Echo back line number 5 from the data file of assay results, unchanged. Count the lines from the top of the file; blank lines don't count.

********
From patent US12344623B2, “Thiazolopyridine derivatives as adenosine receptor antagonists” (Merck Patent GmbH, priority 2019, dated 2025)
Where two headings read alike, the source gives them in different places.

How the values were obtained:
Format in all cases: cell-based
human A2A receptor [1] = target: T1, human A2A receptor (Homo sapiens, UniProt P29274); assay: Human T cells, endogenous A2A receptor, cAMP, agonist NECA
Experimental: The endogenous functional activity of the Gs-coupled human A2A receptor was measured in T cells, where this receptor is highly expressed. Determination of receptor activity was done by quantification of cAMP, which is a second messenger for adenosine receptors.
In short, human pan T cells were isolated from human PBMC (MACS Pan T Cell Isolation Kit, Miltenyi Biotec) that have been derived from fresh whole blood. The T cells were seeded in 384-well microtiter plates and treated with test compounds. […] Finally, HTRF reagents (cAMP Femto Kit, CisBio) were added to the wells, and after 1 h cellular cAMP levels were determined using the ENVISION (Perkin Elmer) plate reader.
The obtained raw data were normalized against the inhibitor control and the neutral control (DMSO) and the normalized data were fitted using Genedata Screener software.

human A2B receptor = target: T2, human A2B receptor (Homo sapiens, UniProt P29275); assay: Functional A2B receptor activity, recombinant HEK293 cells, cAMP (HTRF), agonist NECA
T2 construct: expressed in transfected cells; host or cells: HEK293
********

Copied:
human A2A receptor [1] = target: T1, human A2A receptor (Homo sapiens, UniProt P29274); assay: Human T cells, endogenous A2A receptor, cAMP, agonist NECA